Exercise is especially effective in reducing stress. Instead of watching a YouTube video on a study break, go for a lap around the block and see if you feel any better. Furthermore, a Stanford study shows that just spending time outside in natural surroundings can improve focus and reduce anxiety. Although it might be tempting to take a break from homework to check your Snapchat, it’s better for your brain to rest away from the stimulation that screens provide. Even spending a few minutes in your backyard or a nearby park can help clear your mind.
4. Get help when you need it
If you’re feeling overwhelmed by your problems, it’s important to reach out and talk to a trusted friend, family member, mentor, or teacher. Not only will you feel less alone, a counselor or teacher, for example, might have some practical suggestions for making up a low grade or dealing with other school-related issues. It can be surprising by what can happen when students speak up. We’ve seen teachers change grades a year after the fact, students receive extended testing accommodations, and bullying issues resolved after students reach out to an adult who can help. After all, the worst-case scenario is that nothing will change.
Although dealing with stress and changing moods is a typical part of the high school experience, some students face more severe anxiety or depression. Please be aware that mental health issues are more common than you might realize. If you’re experiencing anxiety attacks or depression, seek professional help. Many people struggle with mental health issues at some point in their lives, and there are resources out there to help you.
5. Remember the big picture
It’s 2 a.m. and it seems like your grade on the Chemistry midterm in the morning means everything. It may seem that your entire future rides on this one exam. It doesn’t. You likely won’t remember the grade you get on this test a year from now. That’s because your future success is a result of the sum of your efforts over time; an occasional misstep is part of the human experience. Whenever you find yourself overwhelmed by stress due to a challenge you are facing, ask yourself: will this matter a year from now? In two years? If the outcome isn’t what you want, it may very well become one of the many learning experiences that will make you stronger and better equipped to deal with challenges in the future. The point is that though a grade or a problem might be eating you up in this moment, in the longer term, what matters is how your character develops from dealing with this challenge, how you learn problem-solving skills through addressing the situation, and how well you treat the people around you in the midst of it.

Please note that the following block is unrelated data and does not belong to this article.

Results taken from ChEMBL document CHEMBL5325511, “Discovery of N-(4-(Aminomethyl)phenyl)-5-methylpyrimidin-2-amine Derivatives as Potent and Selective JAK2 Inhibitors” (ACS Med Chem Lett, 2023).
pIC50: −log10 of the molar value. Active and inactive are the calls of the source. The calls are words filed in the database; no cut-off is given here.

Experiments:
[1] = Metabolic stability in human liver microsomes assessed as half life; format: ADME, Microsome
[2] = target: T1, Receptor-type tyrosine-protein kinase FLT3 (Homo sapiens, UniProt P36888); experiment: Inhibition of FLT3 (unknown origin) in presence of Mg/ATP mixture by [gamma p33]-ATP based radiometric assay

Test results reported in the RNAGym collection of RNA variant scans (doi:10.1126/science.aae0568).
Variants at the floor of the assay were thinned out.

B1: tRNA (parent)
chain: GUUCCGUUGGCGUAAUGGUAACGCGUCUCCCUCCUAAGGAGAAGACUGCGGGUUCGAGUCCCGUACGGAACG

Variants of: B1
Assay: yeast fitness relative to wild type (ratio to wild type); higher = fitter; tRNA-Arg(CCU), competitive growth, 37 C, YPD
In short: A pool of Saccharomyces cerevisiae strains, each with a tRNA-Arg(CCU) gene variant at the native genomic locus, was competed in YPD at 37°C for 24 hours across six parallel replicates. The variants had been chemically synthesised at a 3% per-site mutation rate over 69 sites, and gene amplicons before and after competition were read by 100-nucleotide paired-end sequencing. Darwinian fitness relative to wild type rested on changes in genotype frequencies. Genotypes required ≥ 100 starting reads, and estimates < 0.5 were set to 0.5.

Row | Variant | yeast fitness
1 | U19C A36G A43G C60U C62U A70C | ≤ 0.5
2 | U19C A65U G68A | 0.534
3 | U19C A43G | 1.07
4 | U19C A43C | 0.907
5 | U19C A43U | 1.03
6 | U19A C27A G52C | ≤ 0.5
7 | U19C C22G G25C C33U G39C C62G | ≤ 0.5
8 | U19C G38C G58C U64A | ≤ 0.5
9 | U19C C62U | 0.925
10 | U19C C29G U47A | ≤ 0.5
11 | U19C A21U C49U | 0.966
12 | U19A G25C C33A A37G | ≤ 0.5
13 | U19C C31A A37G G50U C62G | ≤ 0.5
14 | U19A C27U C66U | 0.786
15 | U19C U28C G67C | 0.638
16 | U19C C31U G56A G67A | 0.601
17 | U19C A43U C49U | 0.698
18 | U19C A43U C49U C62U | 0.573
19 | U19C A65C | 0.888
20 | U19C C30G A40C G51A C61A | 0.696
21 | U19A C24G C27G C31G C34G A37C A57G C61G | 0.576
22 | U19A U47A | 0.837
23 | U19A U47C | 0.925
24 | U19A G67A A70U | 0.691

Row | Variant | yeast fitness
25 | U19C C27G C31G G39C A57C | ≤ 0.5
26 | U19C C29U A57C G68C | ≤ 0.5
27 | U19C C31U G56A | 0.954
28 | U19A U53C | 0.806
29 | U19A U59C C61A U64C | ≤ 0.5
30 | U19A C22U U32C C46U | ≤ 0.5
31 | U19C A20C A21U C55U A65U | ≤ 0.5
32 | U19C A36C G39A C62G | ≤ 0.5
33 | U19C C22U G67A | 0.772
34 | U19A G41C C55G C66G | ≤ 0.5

Teens face many pressures in high school. However, by learning to manage your stress now, you will have gained a lifelong skill that will serve you far into the future. We find that when working with our students, it’s important not to minimize the stress our high school students are experiencing, even if the source of their worries seems small. Helping students manage their stress levels is as important as providing tutoring for a strong academic performance. After all, stress is a catalyst for growth and an opportunity to develop emotional resilience in the midst of life’s challenges.